This is where I was starting to think the folks at LUSH were off their rockers. Lotion can’t be in a bar. It just can’t. Oh wait, that’s lotion in a bar. Mind. Blown. Instead of a regular lotion bar, I went with the Therapy massage bar, not only because the slight lavender scent had me ready for a relaxing hammock hangout, but because of the promise of benefits to sore muscles (which happen to pop up all over the place when traveling).
How to use: this feels a bit weird, but run the bar along your skin, warming it up, and rub it in.
Solid face lotion
Ok, ok, you showed me body lotion in a bar, but no way can I put that on my face (which is totally the same skin as the rest of my body, but just doesn’t see it that way). Not only does Full of Grace totally [not] describe me to a tee, but just melts on the skin. More to come on how nicely it plays with makeup (though I go light and do only powder).
How to use: work between your hands to warm up and run along your face. Rub in and you’re set!
Whoa, “bath bombs for your teeth” she said. Toothy Tabs are little tabs that foam up when they make contact with your saliva and you can brush your teeth from there. These seem like the least expensive, but also like they’ll be the quickest to go through. They come in a ton of flavors.
How to use toothpaste tabs: pop in your mouth and brush! So simple.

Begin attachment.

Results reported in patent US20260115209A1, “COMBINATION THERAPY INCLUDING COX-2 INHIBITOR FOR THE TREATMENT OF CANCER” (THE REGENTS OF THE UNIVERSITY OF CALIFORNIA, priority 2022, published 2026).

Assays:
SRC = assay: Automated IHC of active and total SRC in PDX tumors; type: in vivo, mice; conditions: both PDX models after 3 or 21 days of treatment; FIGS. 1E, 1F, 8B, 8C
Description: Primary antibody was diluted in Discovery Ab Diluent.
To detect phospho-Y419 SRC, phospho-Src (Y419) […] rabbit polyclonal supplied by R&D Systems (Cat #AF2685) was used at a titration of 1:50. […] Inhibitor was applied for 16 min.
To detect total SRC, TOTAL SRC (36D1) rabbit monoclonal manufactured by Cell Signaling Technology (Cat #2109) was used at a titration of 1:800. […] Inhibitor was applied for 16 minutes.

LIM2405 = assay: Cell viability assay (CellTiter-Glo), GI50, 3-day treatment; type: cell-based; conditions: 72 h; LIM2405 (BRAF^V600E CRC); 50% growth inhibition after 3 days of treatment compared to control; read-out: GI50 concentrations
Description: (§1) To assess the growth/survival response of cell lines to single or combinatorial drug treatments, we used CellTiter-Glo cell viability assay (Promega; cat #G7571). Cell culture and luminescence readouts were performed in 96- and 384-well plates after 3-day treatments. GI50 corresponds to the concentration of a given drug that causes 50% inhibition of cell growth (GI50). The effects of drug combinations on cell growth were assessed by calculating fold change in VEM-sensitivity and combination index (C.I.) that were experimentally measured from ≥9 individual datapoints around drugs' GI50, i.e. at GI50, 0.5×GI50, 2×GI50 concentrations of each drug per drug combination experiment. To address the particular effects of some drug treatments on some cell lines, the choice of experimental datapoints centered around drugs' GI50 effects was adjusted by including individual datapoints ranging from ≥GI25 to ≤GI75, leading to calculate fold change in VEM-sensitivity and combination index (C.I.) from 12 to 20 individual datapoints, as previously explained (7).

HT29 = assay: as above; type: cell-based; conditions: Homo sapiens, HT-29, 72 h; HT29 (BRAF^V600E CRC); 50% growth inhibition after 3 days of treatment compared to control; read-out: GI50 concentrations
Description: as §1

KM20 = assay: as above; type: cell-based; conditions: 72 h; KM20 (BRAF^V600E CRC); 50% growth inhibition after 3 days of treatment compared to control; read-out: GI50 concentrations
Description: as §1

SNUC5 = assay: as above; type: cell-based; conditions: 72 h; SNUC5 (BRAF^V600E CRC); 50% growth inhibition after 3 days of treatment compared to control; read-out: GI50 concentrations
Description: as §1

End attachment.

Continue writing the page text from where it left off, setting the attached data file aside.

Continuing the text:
Solid body soap
One of the first “travel” items I ever purchased was Dr. Bronner’s liquid soap. I was lured in with its promise of so many uses – shampoo to laundry soap. It wasn’t great for me hair-wise, but I loved it for everything else. If you go with the liquid version, it’s so concentrated that it lasts what seems like forever. But since I wanted to ditch the liquids and keep the suds, I have switched to the bar version (I love the tea tree one) and keep all the benefits.
How to use: Ok, you’ve got this one down. But a little secret I have is these hand towels that are perfect for travel – I know they’re made for dishes, but they’re great for body soap and dry so quickly. Always on my pack list.
Other accessories for liquid-free travel
I always used plastic bags, but don’t like using single-use plastics. So I finally bit the bullet and got a reusable bag. The key is to look for the ones with cloth or reinforcement on the corners, or the plastic will come apart over time. Reusable TSA approved bag (~$10).
Since you’re traveling liquid-free, quick-dry hand towels are a life saver to lather everything up and just minutes later, they’ll be dry enough to go back in your bag. Quick-dry hand towels (~$6).
Solid toiletries for travel
Now I know that seems like a post all about LUSH products, but basically it is. Deal with it. I love their approach to cosmetics and products – make stuff with good stuff to do stuff (that is definitely not a marketing approved slogan, just my summary). I’m interested in additional products that let you go liquid-free, but these guys seem to really have it all covered and are the ones that I have used the most. But there are a ton of additional solid toiletry options, linked here and from other companies trying to get rid of liquids! Happy shopping.